Rare Blackfoot Sinew-Backed Elk Horn Bow From the Collection of Marvin L. Lince, Oregon
Schätzpreis: n. a.
Zuschlagspreis: 18.000 $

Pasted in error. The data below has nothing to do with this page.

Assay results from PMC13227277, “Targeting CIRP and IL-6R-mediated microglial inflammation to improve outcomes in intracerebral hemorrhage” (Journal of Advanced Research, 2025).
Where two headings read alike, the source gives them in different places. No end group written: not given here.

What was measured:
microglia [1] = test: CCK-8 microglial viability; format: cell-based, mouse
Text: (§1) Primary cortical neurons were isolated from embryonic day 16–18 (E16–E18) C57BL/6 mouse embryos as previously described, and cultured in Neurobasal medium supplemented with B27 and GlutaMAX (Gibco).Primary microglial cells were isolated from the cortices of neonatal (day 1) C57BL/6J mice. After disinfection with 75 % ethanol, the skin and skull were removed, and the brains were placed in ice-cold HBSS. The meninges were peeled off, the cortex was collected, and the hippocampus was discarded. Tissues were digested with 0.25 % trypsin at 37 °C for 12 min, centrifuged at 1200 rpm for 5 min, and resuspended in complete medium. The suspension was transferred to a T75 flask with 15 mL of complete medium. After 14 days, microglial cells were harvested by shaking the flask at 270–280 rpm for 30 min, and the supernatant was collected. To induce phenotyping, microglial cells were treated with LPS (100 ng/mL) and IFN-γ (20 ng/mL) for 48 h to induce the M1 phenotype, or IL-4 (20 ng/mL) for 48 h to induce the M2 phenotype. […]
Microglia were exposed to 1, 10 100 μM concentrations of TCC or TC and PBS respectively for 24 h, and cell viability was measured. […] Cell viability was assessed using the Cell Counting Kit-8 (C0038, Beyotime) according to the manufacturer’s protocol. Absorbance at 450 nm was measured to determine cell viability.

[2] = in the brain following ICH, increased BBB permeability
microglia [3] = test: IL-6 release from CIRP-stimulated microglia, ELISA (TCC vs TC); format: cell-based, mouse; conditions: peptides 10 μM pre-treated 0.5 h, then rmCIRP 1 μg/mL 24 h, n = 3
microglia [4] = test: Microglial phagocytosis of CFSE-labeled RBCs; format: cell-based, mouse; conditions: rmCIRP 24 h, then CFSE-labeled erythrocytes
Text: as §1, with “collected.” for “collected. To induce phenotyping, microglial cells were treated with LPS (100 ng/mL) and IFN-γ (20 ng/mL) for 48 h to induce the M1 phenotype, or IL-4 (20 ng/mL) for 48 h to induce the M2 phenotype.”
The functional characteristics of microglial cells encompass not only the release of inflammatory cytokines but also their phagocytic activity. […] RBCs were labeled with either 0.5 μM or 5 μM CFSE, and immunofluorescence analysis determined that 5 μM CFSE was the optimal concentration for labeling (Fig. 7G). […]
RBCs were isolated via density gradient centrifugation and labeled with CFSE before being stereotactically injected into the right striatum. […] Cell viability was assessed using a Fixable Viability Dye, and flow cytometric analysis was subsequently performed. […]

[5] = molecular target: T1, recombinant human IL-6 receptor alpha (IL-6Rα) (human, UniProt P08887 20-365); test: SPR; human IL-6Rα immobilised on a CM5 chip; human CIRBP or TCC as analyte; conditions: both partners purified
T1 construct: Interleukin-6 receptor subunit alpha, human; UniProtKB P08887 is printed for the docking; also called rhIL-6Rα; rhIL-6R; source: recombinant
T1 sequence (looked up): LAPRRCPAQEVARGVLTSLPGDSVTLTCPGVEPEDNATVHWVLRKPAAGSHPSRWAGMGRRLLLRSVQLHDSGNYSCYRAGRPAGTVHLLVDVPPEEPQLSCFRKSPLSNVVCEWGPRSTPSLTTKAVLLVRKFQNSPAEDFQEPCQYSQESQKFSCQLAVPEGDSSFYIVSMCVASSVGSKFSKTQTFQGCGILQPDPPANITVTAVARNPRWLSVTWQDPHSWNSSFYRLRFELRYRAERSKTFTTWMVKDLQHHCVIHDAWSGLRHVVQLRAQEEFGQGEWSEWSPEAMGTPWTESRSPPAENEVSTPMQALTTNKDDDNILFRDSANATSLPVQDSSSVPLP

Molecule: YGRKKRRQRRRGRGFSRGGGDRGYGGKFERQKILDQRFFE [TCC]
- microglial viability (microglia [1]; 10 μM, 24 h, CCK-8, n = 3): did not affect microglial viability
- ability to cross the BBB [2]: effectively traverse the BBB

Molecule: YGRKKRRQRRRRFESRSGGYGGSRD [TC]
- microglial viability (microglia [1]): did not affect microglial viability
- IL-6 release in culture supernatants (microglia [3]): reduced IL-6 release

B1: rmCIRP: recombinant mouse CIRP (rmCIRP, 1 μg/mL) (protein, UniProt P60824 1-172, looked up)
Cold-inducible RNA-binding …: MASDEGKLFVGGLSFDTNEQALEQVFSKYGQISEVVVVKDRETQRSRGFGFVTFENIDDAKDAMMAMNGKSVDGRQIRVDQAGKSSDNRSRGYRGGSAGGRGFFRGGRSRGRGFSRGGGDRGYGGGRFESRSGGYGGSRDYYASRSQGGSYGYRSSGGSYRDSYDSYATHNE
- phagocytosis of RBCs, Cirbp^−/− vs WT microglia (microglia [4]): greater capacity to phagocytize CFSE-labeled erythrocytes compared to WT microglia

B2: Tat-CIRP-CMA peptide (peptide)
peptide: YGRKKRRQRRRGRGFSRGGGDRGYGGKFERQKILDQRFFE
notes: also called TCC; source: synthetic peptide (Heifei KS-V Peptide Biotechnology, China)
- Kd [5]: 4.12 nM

elegantly curved form composed of a single elk antler. Bow edges decorated with barely-visible notched lines; bow backed with red-dyed sinew and stabilized at ends with sinew-wrapping. Bow has Heye accession number 20/6557, length 30.5 in. early 19th century There are only a few known examples of Plateau elk antler or bighorn sheep horn bows; of those found, one is curated at the Manitoba Museum, Winnipeg and dated mid-1800s (Cat. No. H4-5-4); another is located in the British Museum within the Duke Paul Wilhelm Collection. That bow is noted as Hidatsa and made of elk antler with buffalo sinew backing, 1820-1825 (Cat. No. 5204). Lastly an elk antler bow detailed with red wool and quillwork is in the Warnock collection (WC8808037), dated 1825-1850. Objects from the Warnock collection were exhibited in 1995 at the Wheelwright Museum in Santa Fe. As rare as these objects are, Meriwether Lewis and William Clark took the time to record similar antler bows in their journals when they encountered the Shoshone on their way West. Although thus oppressed by the Minnetetarees [Hidatsa], the Shoshonees are still a very military people. Their cold and rugged country inures them to fatigue; their long abstinence makes them support the dangers of mountain warfare, and worn down as we saw them, by want of sustenance, have a look of fierce and adventurous courage. The Shoshonee warrior always fights on horseback; he possesses a few bad guns, which are reserved exclusively for war, but his common arms are the bow and arrow, a shield, a lance and a weapon called by the Chippeways, by whom it was formerly used, the poggamoggon. The bow is made of cedar or pine covered on the outer side with sinews or glue. It is about two and a half feet long, and does not differ in shape fro this used by the Sioux, Mandans and Minnetarees. Sometimes, however, the bow is made of a single piece of the horn of an elk, covered on the back like those of wood with sinews and glue, and occasionally ornamented by a strand wrought of porcupine quills and sinews, which is wrapped round the horn near its two ends. The bows made of the horns of the bighorn, are still more prized and are formed by cementing with glue flat pieces of the horn together, covering the back with sinews and glue, and loading the whole with an unusual quantity of ornaments (Lewis and Clark 1902: 122-123) 1902 Lewis, Meriwether and William Clark. History of the Expedition under the Command of Captains Lewis and Clark to the Sources of the Missouri, Across the Rocky Mountains, Down the Columbia River to the Pacific in 1804-6: A Reprint of the Edition of 1814 to Which All the Members of the Expedition Contributed, Vol. II. New Amsterdam Book Company: New York. Provenance: From the Collection of Marvin L. Lince, Oregon; Ex Dr. William H. Lewis Collection
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